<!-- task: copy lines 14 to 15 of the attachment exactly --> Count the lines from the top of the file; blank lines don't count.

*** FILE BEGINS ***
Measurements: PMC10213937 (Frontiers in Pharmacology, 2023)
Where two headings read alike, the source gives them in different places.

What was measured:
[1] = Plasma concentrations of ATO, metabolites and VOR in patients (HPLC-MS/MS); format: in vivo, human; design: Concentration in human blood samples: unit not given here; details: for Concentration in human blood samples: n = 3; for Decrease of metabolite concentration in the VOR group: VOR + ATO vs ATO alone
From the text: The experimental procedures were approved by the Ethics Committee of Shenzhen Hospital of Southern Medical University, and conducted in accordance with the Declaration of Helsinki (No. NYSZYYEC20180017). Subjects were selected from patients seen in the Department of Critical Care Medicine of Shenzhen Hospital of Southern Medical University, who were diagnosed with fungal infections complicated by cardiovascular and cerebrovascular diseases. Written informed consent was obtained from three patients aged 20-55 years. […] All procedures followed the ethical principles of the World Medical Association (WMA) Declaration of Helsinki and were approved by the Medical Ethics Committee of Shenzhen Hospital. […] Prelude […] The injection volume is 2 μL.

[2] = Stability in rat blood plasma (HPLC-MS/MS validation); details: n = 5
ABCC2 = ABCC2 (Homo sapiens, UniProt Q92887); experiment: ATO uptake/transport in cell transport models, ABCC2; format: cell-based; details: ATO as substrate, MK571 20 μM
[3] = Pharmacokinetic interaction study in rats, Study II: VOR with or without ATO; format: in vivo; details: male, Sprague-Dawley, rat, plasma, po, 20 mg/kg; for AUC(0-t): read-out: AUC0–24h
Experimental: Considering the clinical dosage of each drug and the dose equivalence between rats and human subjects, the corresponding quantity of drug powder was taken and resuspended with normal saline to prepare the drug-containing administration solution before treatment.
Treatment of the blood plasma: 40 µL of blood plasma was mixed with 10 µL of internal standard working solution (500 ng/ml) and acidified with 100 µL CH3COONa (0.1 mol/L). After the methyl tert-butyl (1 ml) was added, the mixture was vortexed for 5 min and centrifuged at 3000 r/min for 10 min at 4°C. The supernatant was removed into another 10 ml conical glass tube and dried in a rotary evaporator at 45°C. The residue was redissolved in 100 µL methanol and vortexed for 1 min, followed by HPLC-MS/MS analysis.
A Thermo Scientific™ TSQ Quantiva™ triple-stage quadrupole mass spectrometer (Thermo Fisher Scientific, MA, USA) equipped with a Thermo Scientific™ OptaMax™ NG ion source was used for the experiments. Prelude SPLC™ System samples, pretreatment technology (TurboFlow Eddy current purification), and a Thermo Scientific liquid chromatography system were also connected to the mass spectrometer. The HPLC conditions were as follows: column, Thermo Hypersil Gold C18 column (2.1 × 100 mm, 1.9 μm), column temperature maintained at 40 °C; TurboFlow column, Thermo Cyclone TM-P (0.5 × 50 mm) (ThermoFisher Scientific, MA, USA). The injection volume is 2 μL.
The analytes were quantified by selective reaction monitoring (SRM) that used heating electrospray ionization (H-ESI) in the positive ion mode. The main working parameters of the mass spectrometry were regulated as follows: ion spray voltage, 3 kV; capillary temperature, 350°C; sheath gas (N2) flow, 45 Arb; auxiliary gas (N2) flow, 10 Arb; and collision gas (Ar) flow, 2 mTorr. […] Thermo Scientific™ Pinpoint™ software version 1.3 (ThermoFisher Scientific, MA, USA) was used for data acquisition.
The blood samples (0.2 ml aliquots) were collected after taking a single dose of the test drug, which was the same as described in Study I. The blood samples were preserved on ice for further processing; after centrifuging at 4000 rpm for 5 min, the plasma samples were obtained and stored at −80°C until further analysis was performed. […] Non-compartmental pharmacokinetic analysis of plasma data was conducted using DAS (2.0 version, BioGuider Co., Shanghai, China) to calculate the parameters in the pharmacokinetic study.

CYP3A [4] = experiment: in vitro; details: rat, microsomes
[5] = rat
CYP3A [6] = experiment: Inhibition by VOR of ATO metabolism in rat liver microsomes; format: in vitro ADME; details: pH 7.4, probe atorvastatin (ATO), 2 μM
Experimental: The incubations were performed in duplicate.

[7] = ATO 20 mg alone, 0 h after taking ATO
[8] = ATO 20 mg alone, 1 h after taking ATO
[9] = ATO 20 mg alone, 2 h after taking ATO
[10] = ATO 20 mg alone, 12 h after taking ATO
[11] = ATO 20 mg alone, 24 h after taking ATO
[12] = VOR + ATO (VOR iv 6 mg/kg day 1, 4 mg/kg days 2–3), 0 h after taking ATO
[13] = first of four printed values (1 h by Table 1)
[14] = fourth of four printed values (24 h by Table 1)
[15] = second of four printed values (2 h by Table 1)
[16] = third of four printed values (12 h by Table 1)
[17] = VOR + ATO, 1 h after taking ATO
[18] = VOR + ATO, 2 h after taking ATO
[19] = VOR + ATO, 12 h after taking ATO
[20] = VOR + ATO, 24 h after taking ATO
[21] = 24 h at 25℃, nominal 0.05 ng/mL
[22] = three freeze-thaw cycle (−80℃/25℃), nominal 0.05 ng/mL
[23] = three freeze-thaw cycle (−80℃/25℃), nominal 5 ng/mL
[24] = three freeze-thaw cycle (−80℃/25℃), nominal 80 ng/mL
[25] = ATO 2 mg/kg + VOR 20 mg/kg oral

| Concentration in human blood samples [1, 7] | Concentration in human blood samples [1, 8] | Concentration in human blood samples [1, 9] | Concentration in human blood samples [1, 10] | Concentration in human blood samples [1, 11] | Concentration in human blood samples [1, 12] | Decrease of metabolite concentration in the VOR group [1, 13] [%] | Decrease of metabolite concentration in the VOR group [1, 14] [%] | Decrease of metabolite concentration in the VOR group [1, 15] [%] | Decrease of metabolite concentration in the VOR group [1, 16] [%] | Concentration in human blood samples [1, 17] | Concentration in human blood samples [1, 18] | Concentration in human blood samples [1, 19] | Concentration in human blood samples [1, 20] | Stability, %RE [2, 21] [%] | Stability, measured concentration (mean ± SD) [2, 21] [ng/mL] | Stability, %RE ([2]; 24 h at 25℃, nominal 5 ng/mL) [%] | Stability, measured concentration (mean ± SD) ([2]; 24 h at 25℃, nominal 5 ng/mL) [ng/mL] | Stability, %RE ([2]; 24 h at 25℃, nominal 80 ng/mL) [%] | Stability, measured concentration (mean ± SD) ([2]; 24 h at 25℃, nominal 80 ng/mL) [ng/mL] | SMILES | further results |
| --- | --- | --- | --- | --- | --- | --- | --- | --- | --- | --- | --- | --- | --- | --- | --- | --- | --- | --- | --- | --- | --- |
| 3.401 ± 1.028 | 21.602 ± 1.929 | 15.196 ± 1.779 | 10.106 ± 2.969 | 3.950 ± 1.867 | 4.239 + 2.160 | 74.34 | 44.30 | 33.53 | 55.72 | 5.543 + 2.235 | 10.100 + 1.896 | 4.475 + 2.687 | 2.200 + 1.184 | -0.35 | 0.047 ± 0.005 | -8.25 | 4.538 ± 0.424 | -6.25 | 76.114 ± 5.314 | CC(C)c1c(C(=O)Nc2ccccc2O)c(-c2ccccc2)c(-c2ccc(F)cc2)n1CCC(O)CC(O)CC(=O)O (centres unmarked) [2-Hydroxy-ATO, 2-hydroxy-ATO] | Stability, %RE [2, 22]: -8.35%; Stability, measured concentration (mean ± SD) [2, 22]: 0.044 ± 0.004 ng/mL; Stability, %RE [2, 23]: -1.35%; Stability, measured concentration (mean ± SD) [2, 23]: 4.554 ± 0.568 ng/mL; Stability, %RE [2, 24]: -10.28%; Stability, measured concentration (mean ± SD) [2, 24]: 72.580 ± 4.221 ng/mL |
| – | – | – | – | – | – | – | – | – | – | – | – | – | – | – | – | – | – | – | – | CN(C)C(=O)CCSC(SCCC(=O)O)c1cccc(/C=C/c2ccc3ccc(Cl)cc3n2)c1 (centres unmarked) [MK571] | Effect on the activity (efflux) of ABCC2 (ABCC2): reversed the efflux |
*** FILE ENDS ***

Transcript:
CYP3A [4] = experiment: in vitro; details: rat, microsomes
[5] = rat